from Wiktionary, Creative Commons Attribution/Share-Alike License
- adj. Of, or relating to pleonasm.
- adj. Using an excessive number of words; especially using different words having the same meaning.
from the GNU version of the Collaborative International Dictionary of English
- adj. Of or pertaining to pleonasm; of the nature of pleonasm; redundant.
from The Century Dictionary and Cyclopedia
- Characterized by pleonasm or redundancy; of the nature of pleonasm; redundant.
from WordNet 3.0 Copyright 2006 by Princeton University. All rights reserved.
- adj. repetition of same sense in different words
So-called pleonastic ˜ne™ in French might be thought to be an example of this.
That it is no worse than pleonastic, that is, redundant, therefore only unnecessary, can be no satisfaction to the man who would find perfection, if he may, in the words of him who was nearer the Lord than any other.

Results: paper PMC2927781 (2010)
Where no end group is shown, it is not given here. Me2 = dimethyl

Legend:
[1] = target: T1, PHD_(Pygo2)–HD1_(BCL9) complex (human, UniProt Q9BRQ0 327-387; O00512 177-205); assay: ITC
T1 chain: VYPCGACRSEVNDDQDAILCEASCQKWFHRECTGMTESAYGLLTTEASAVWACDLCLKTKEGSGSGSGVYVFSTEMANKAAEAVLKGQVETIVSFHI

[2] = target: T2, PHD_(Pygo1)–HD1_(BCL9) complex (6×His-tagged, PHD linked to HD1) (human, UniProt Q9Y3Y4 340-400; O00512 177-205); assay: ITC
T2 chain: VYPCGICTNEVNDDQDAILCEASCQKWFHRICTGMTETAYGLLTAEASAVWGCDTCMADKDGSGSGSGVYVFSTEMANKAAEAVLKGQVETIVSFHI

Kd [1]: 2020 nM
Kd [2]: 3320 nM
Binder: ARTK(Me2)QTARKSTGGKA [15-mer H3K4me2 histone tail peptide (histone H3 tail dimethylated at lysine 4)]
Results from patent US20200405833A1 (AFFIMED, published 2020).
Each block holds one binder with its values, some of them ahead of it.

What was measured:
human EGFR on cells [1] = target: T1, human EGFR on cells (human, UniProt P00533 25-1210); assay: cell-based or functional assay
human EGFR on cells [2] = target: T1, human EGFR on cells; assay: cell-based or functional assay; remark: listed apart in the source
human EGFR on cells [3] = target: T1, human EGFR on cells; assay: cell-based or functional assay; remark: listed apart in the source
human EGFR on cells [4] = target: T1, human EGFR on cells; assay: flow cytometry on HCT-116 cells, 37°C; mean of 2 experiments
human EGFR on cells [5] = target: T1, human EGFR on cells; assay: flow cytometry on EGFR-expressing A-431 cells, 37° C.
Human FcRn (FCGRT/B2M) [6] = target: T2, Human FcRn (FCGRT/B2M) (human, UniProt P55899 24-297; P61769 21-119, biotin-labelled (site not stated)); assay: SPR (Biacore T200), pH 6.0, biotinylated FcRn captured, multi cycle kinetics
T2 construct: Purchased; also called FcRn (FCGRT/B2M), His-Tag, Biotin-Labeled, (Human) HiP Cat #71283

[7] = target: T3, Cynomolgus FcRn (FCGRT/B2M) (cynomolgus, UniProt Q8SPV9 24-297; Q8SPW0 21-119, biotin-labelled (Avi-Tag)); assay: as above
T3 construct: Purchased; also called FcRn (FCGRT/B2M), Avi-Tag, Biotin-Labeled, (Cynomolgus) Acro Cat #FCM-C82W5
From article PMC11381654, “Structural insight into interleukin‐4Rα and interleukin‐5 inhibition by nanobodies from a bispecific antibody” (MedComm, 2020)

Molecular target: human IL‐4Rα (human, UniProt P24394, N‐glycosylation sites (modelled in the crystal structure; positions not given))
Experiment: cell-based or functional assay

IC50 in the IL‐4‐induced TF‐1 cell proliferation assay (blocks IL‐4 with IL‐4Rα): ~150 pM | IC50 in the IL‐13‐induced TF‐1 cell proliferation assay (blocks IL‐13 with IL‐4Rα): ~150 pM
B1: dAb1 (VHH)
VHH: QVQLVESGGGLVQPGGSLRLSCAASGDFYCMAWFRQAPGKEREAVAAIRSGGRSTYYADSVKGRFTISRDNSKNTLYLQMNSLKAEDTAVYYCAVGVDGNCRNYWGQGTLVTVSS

So it could be called pleonastic or tautological, but not an oxymoron.
Bertrand Russell, having not made out too well in his debate with Frederick C. Copleston, interviews Anselm who drags in Rowan as an example of something more obscure and intrinsically pleonastic than both the ontological argument and anthropic principle combined.
Martin also squeezes the word "perspicacious" into his first paragraph, and drops the dime "pleonastic" later on.
It's almost pleonastic to say the civil service resists change, just as it is to say that they're self-interested.
In the interest of full disclosure, I must here admit that I am a massive, overly enthusiastic, often proselytizing, obviously pleonastic fan of David Foster Wallace.
Expressions like “very unique” or “more unique” are supposed to be pleonastic at best, and probably just nonsense.
If (20) is true, John is easily pleased; or using a pleonastic subject, it is easy (for someone) to please John.
If every English sentence needs a grammatical subject, (18D) must be modified: either by displacing ˜John™, as in (18S); or by inserting a pleonastic subject, as in (19).